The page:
It has doubtless saved me countless hours of having made the mistake of jumping right into coding without any thought or consideration to the scope, potential challenges, a complete understanding (or at the very least a good grasp) of the problem (whether it was back in my school days with computer assignments, or after I graduated and got out into the working world).

This rings especially true for this topic of "loops", where possibly multiple decisions need to be made based on a particular condition (or conditions). Fred's numbered outline of the loop in plain English perfectly exemplifies that.
 
Campbell Ritchie
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D Reges wrote:. . . you use Scanner.next() to get the name of the student, but next() returns a token, thus if the user typed "Mike Smith", only "Mike" will be returned.
What happens if you combine next() and nextLine() or nextInt() and nextLine()? What does your book say nextLine() does?

And welcome to the Ranch
 
Alex Houser
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It was my introduction to the term "pseudo code". I have been using that methodology ever since...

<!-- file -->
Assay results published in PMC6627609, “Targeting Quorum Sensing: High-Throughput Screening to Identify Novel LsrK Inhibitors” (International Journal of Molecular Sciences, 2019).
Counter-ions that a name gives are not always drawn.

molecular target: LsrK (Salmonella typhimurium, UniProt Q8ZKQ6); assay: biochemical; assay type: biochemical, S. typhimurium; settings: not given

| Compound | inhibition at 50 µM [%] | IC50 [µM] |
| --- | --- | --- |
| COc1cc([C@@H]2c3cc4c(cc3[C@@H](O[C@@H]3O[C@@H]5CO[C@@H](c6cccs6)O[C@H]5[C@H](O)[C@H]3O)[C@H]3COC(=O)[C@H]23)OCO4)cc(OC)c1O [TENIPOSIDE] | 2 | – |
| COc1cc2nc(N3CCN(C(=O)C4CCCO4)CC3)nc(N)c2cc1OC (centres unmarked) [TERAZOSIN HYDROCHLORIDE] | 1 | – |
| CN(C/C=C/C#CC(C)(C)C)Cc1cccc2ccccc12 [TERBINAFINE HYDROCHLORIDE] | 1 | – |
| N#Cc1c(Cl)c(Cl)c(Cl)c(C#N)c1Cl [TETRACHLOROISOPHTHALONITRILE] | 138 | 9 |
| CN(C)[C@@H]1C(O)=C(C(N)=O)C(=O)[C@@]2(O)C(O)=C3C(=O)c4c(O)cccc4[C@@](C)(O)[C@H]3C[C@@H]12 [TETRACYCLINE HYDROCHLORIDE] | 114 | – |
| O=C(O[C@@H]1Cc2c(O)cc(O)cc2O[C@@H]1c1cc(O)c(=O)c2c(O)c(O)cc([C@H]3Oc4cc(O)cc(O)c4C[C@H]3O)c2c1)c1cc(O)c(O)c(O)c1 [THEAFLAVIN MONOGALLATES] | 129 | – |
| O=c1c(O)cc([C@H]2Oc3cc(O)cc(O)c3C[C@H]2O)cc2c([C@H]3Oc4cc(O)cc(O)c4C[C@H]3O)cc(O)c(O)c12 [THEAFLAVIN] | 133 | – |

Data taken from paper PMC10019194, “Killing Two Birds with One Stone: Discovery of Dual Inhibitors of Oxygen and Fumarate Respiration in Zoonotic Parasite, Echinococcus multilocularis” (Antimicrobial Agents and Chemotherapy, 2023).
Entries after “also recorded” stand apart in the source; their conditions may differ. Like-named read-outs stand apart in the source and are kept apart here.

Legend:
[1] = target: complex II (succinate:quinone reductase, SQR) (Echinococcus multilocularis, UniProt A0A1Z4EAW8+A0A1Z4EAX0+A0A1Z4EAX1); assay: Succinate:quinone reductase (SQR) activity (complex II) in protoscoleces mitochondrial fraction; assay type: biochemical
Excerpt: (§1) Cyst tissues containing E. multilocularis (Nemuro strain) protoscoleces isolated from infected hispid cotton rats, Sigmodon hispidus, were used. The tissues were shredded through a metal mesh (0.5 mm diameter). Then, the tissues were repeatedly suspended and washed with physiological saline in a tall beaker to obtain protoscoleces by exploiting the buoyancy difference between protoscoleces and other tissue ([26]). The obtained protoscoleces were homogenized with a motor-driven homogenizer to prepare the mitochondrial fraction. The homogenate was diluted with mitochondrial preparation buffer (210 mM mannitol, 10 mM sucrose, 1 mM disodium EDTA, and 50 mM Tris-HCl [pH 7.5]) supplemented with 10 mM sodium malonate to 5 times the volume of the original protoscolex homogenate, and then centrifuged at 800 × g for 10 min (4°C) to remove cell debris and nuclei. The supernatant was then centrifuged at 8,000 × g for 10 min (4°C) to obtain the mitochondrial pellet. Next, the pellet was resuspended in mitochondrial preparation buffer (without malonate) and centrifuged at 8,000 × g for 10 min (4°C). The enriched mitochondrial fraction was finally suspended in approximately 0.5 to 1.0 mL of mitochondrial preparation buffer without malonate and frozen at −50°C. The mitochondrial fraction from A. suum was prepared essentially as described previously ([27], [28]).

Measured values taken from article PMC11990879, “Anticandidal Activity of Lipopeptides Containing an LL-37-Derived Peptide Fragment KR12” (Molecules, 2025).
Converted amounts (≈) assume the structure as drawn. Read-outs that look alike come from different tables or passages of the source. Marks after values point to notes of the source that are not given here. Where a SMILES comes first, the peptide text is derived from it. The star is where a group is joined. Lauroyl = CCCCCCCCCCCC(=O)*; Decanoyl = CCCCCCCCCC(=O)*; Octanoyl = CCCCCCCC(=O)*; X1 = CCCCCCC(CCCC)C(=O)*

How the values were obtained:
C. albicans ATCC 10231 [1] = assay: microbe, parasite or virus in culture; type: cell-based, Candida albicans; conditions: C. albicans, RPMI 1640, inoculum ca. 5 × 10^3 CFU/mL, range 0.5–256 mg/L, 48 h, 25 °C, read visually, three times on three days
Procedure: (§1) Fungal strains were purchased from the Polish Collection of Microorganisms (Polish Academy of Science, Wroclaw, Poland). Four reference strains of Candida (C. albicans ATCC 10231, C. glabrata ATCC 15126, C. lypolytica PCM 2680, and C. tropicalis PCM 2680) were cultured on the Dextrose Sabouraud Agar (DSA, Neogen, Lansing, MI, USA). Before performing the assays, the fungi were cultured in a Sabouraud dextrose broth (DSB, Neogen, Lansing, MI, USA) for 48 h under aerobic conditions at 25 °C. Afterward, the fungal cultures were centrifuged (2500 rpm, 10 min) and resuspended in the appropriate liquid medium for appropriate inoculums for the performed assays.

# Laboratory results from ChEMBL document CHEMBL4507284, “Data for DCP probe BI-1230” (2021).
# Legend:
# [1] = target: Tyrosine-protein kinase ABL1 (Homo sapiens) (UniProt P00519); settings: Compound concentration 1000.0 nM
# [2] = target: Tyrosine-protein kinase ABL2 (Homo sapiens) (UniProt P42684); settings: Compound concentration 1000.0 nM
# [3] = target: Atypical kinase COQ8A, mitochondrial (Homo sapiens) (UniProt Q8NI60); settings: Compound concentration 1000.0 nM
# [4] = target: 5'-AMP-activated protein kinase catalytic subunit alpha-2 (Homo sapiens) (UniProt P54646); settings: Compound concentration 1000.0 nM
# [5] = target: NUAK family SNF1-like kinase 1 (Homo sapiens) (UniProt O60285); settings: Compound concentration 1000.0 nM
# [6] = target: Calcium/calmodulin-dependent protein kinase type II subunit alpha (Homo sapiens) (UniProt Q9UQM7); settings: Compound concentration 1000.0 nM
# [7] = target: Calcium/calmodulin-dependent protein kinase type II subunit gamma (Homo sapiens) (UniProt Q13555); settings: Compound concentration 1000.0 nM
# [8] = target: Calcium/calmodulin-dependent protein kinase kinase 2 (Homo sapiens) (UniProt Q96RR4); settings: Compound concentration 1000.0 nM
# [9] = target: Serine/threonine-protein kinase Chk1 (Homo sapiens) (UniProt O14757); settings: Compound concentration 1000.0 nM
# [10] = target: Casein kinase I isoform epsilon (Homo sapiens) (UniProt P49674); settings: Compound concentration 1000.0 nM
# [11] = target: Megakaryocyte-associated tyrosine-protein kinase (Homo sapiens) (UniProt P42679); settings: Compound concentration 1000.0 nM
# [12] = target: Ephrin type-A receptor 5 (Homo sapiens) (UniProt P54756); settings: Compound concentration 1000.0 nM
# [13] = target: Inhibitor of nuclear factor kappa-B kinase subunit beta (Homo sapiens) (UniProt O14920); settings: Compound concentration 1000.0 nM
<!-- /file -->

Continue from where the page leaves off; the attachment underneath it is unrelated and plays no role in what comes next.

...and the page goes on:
You know, I learned that in the beginning of my first class, and even had to submit pseudo code with a few assignments, then just stopped using it.  Great point.
 
Alex Houser
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What happens if you combine next() and nextLine() or nextInt() and nextLine()? What does your book say nextLine() does?

And welcome to the Ranch


Book definition:

"The java.util.Scanner.nextLine() method advances this scanner past the current line and returns the input that was skipped. This method returns the rest of the current line, excluding any line separator at the end. The position is set to the beginning of the next line."

Thanks for the welcome

What happens if you combine next() and nextLine() or nextInt() and nextLine()?[/quote

I will mess around some with this.
 
Randy Maddocks
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Alex Houser wrote:You know, I learned that in the beginning of my first class, and even had to submit pseudo code with a few assignments, then just stopped using it.  Great point.


Thanks Alex, and welcome to the Ranch!  
 
Campbell Ritchie
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Alex Houser wrote:. . . "The java.util.Scanner.nextLine() method advances this scanner past the current line and returns the input that was skipped. This method returns the rest of the current line, excluding any line separator at the end. The position is set to the beginning of the next line."